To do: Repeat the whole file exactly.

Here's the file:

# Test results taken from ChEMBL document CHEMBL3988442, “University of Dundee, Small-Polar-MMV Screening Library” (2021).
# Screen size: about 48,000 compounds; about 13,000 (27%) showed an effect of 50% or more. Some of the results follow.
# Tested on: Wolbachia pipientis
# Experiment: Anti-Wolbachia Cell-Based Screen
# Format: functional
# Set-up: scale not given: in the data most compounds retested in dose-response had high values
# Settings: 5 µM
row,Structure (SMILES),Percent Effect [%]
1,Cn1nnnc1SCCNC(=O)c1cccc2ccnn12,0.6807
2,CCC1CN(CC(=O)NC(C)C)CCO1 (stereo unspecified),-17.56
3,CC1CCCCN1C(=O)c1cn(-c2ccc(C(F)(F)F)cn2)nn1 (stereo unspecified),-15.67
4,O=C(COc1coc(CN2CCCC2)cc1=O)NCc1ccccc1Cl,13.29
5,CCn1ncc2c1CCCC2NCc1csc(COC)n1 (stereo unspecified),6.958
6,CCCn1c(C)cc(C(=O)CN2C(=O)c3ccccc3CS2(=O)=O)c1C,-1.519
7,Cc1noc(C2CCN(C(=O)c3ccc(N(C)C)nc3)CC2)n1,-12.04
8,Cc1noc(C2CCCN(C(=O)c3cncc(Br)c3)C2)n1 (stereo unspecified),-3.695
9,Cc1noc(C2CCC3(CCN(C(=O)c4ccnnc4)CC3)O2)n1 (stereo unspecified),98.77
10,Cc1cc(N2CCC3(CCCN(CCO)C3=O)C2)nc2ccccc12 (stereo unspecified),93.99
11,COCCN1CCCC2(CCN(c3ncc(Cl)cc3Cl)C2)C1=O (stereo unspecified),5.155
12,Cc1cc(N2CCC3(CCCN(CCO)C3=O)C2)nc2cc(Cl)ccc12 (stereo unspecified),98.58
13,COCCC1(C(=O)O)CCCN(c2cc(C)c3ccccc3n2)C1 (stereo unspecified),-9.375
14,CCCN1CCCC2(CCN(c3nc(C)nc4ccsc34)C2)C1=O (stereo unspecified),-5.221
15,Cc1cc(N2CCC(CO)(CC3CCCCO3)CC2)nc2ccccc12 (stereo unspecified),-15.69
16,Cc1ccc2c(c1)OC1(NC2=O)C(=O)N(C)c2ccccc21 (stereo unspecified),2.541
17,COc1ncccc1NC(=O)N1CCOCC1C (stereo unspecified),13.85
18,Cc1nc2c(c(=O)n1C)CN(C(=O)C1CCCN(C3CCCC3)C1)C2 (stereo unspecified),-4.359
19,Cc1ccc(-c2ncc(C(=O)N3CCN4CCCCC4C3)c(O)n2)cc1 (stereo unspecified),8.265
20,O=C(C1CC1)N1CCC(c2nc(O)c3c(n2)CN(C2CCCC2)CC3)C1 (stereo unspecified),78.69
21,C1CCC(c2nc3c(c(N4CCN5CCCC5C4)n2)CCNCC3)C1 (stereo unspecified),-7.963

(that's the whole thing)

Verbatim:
# Test results taken from ChEMBL document CHEMBL3988442, “University of Dundee, Small-Polar-MMV Screening Library” (2021).
# Screen size: about 48,000 compounds; about 13,000 (27%) showed an effect of 50% or more. Some of the results follow.
# Tested on: Wolbachia pipientis
# Experiment: Anti-Wolbachia Cell-Based Screen
# Format: functional
# Set-up: scale not given: in the data most compounds retested in dose-response had high values
# Settings: 5 µM
row,Structure (SMILES),Percent Effect [%]
1,Cn1nnnc1SCCNC(=O)c1cccc2ccnn12,0.6807
2,CCC1CN(CC(=O)NC(C)C)CCO1 (stereo unspecified),-17.56
3,CC1CCCCN1C(=O)c1cn(-c2ccc(C(F)(F)F)cn2)nn1 (stereo unspecified),-15.67
4,O=C(COc1coc(CN2CCCC2)cc1=O)NCc1ccccc1Cl,13.29
5,CCn1ncc2c1CCCC2NCc1csc(COC)n1 (stereo unspecified),6.958
6,CCCn1c(C)cc(C(=O)CN2C(=O)c3ccccc3CS2(=O)=O)c1C,-1.519
7,Cc1noc(C2CCN(C(=O)c3ccc(N(C)C)nc3)CC2)n1,-12.04
8,Cc1noc(C2CCCN(C(=O)c3cncc(Br)c3)C2)n1 (stereo unspecified),-3.695
9,Cc1noc(C2CCC3(CCN(C(=O)c4ccnnc4)CC3)O2)n1 (stereo unspecified),98.77
10,Cc1cc(N2CCC3(CCCN(CCO)C3=O)C2)nc2ccccc12 (stereo unspecified),93.99
11,COCCN1CCCC2(CCN(c3ncc(Cl)cc3Cl)C2)C1=O (stereo unspecified),5.155
12,Cc1cc(N2CCC3(CCCN(CCO)C3=O)C2)nc2cc(Cl)ccc12 (stereo unspecified),98.58
13,COCCC1(C(=O)O)CCCN(c2cc(C)c3ccccc3n2)C1 (stereo unspecified),-9.375
14,CCCN1CCCC2(CCN(c3nc(C)nc4ccsc34)C2)C1=O (stereo unspecified),-5.221
15,Cc1cc(N2CCC(CO)(CC3CCCCO3)CC2)nc2ccccc12 (stereo unspecified),-15.69
16,Cc1ccc2c(c1)OC1(NC2=O)C(=O)N(C)c2ccccc21 (stereo unspecified),2.541
17,COc1ncccc1NC(=O)N1CCOCC1C (stereo unspecified),13.85
18,Cc1nc2c(c(=O)n1C)CN(C(=O)C1CCCN(C3CCCC3)C1)C2 (stereo unspecified),-4.359
19,Cc1ccc(-c2ncc(C(=O)N3CCN4CCCCC4C3)c(O)n2)cc1 (stereo unspecified),8.265
20,O=C(C1CC1)N1CCC(c2nc(O)c3c(n2)CN(C2CCCC2)CC3)C1 (stereo unspecified),78.69
21,C1CCC(c2nc3c(c(N4CCN5CCCC5C4)n2)CCNCC3)C1 (stereo unspecified),-7.963